Two Sample Proportions test in R, To compare two observed proportions, the two-proportions z-test is utilized.

This article explains the fundamentals of the two-proportions *z-test and gives practical examples using R software.

We have two groups of people, for example:

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n = 500 in Group A with lung cancer.

Healthy people (Group B): n = 500

The number of smokers in each group is as follows:

n = 500, 450 smokers, pA=450/500=0.9 in Group A with lung cancer.

Individuals in Group B, who are in good health: pB=400/500=0.8

The overall proportion of smokers is p=frac(450+400)500+500

The overall proportion of non-smokers is q=1âˆ’p

We’d like to know if the proportions of smokers in the two categories of people are the same.

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The following are examples of typical research questions:

- whether the proportion of smokers in group A (pA) is the same as the proportion of smokers in group B (pB)?
- whether the observed proportion of smokers in group A (pA) is lower than that in group B (pB)?
- whether the proportion of smokers in group A (pA) is higher than the proportion of smokers in group B (pB)?

In statistics, the appropriate null hypothesis (H0) is defined as follows:

H0:pA=pB H0:pAâ‰¤pB H0:pAâ‰¥pB

The following are the relevant alternative hypothesis (Ha):

Ha:pAâ‰ pB (different) Ha:pA>pB (greater) Ha:pA<pB (less)

Note that:

Two-tailed tests are used to test hypotheses 1.

One-tailed tests are used to test hypotheses 2 and 3.

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The overall proportions are p and q.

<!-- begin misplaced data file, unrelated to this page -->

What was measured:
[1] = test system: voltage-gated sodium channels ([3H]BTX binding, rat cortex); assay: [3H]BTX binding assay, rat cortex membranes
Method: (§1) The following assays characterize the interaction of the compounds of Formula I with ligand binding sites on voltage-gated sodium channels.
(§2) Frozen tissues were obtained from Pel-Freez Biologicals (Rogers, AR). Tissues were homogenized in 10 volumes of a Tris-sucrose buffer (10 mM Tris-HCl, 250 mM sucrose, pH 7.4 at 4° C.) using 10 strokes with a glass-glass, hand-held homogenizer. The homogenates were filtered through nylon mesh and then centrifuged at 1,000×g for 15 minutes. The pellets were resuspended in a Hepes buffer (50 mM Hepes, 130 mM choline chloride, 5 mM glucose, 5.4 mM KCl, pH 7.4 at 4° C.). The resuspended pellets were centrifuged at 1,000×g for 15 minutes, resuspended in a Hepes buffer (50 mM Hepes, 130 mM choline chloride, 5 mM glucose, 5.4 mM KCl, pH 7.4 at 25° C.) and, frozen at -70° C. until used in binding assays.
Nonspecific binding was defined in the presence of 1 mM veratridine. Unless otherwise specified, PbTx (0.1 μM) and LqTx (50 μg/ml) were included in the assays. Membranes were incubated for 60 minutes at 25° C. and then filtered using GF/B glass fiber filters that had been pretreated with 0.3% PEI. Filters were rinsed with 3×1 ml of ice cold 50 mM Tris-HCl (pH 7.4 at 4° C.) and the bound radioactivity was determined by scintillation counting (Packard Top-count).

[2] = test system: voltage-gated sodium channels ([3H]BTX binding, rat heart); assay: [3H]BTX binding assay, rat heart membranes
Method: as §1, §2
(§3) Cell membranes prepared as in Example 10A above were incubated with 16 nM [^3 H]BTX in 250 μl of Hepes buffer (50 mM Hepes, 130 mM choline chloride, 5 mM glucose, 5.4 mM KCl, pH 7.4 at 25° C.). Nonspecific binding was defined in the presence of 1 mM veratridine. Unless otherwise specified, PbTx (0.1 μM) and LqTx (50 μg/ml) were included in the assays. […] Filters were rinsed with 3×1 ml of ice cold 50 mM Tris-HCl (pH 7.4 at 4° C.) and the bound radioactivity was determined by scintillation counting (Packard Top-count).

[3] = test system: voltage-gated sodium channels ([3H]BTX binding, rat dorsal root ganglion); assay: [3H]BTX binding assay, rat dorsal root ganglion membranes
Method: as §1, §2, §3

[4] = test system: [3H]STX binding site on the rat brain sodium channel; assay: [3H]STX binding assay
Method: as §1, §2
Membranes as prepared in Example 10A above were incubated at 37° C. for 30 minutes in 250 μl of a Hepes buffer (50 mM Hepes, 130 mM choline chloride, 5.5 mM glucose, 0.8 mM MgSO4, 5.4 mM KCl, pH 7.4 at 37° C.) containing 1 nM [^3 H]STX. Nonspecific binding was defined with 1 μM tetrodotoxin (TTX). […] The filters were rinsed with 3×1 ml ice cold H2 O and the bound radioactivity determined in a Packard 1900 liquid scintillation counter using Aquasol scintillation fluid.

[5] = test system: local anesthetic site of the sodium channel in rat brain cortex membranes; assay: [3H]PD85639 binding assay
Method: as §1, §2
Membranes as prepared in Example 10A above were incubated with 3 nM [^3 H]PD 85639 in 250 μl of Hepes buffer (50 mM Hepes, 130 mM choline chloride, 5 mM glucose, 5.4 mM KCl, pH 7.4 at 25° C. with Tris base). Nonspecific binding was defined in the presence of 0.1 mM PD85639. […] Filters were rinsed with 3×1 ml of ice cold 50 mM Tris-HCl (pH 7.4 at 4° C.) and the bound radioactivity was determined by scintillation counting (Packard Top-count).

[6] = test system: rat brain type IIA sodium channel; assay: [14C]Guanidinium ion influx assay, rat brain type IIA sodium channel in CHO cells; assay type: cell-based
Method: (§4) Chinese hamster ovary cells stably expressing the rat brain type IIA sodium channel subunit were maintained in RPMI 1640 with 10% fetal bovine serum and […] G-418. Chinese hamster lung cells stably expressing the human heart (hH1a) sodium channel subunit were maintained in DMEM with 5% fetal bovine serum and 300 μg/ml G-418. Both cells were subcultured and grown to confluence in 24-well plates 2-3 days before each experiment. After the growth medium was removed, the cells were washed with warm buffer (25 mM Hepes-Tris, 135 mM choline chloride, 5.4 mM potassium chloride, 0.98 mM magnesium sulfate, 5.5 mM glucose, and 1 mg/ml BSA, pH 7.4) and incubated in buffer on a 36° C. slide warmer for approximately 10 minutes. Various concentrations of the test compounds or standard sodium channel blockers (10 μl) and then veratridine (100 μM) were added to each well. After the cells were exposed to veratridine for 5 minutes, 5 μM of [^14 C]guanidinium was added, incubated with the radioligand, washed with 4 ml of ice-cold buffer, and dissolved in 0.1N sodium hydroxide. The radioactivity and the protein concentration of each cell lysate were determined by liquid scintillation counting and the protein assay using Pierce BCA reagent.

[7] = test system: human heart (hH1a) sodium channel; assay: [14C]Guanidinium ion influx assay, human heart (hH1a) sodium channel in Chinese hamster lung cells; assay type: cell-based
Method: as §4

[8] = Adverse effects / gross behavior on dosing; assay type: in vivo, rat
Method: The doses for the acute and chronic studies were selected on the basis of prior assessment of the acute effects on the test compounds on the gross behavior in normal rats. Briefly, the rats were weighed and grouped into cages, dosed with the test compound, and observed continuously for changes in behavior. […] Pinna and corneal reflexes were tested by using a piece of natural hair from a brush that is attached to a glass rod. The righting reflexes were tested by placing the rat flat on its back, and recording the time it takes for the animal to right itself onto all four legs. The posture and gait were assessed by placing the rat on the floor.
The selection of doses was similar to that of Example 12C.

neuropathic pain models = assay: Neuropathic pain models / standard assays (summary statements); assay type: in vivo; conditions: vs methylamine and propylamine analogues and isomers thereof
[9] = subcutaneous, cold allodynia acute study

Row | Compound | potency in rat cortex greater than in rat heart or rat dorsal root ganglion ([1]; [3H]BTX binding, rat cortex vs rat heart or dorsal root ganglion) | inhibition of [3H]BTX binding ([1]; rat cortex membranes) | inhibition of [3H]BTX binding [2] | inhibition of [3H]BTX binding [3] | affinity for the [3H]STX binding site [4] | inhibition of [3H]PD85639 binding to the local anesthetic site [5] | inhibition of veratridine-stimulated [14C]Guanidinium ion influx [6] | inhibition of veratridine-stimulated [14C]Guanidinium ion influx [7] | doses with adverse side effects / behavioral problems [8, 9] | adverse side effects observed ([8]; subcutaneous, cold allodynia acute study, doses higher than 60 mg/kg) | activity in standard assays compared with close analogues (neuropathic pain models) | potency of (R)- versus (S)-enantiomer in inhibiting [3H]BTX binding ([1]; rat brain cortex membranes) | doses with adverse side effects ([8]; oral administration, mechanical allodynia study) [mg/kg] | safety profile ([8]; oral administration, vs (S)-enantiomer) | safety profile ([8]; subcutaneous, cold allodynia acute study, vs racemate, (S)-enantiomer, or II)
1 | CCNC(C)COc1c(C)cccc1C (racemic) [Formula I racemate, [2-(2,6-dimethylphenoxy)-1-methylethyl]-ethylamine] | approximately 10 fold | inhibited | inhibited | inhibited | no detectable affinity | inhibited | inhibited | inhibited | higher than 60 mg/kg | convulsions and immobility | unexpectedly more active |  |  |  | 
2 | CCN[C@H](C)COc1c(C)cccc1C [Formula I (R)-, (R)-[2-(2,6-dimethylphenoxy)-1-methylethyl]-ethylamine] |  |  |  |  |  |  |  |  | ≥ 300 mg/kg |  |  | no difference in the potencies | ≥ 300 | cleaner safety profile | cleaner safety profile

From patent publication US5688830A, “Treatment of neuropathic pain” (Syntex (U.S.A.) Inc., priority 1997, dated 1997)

If |z| is less than 1.96, the difference is not significant at 5%.

If |z| is greater than or equal to 1.96, the difference is significant at 5%.

The z-table contains the corresponding significance level (p-value) for the z-statistic. We’ll look at how to do it in R.

## Two Sample Proportions test in R

R functions: prop.test()

prop.test(x, n, p = NULL, alternative = "two.sided", correct = TRUE)

x: a vector of counts of successes

n: a vector of count trials

alternative: an alternative hypothesis specified as a character string

correct: a logical indication of whether or not Yates’ continuity correction should be used when it is possible

It’s worth noting that the function prop.test() uses the Yates continuity correction by default, which is critical if either the expected successes or failures are less than 5.

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If you don’t want the correction, use the prop.test() function’s additional argument correct = FALSE. TRUE is the default value.

(To make the test mathematically comparable to the uncorrected z-test of a proportion, set this option to FALSE.)

We’d like to know if the proportions of smokers in the two categories of people are the same.

res <- prop.test(x = c(450, 400), n = c(500, 500)) res

2-sample test for equality of proportions with continuity correction data:Â c(450, 400) out of c(500, 500) X-squared = 18.831, df = 1, p-value = 1.428e-05 alternative hypothesis: two.sided 95 percent confidence interval: Â 0.05417387 0.14582613 sample estimates: prop 1 prop 2 Â Â 0.9Â Â Â 0.8

The following is what the function returns:

Pearson’s chi-squared test statistic’s value

95 percent confidence intervals and a p-value

a calculated chance of success (the proportion of smokers in the two groups)

Take note of the following:

Type this to see if the observed proportion of smokers in group A (pA) is less than the observed proportion of smokers in group B (pB).

prop.test(x = c(490, 400), n = c(500, 500), alternative = "less")

Alternatively, type this to see if the observed proportion of smokers in group A (pA) is greater than the observed proportion of smokers in group B (pB).

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prop.test(x = c(450, 400), n = c(500, 500), alternative = "greater")

### The result’s interpretation

The test’s p-value is 1.428e-05, which is less than the alpha = 0.05 significance level. With a p-value of 1.428e-05, we may conclude that the proportion of smokers in the two groups is significantly different.